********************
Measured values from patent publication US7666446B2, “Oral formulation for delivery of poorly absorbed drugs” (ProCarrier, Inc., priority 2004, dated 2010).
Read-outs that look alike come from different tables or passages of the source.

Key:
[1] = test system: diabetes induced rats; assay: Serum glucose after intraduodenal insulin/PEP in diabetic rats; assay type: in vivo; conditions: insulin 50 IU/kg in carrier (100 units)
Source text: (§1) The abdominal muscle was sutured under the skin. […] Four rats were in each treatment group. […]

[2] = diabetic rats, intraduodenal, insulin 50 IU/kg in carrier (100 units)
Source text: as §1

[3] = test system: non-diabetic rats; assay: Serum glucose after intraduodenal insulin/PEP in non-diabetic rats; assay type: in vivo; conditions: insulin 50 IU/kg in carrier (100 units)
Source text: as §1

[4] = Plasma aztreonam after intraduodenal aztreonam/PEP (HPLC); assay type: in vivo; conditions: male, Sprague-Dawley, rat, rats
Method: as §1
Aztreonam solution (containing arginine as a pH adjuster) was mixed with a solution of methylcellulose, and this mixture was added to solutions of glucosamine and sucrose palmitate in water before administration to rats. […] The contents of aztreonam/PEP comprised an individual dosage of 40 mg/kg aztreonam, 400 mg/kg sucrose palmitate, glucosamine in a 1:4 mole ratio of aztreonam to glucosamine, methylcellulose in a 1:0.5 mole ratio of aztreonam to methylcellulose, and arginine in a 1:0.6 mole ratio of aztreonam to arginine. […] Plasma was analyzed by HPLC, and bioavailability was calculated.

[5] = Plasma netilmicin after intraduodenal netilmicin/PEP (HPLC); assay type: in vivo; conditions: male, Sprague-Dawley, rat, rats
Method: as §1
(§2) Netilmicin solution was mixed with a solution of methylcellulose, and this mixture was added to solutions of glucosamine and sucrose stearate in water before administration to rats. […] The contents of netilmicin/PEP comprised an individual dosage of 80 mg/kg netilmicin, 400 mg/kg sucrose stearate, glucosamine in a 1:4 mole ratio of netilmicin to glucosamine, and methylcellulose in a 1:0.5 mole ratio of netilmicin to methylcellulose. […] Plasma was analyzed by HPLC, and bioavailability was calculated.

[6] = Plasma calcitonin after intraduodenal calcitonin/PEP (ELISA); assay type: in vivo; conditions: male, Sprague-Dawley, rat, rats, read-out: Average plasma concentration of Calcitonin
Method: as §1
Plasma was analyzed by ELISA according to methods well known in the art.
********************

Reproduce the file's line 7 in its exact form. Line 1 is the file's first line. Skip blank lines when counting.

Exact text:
Source text: as §1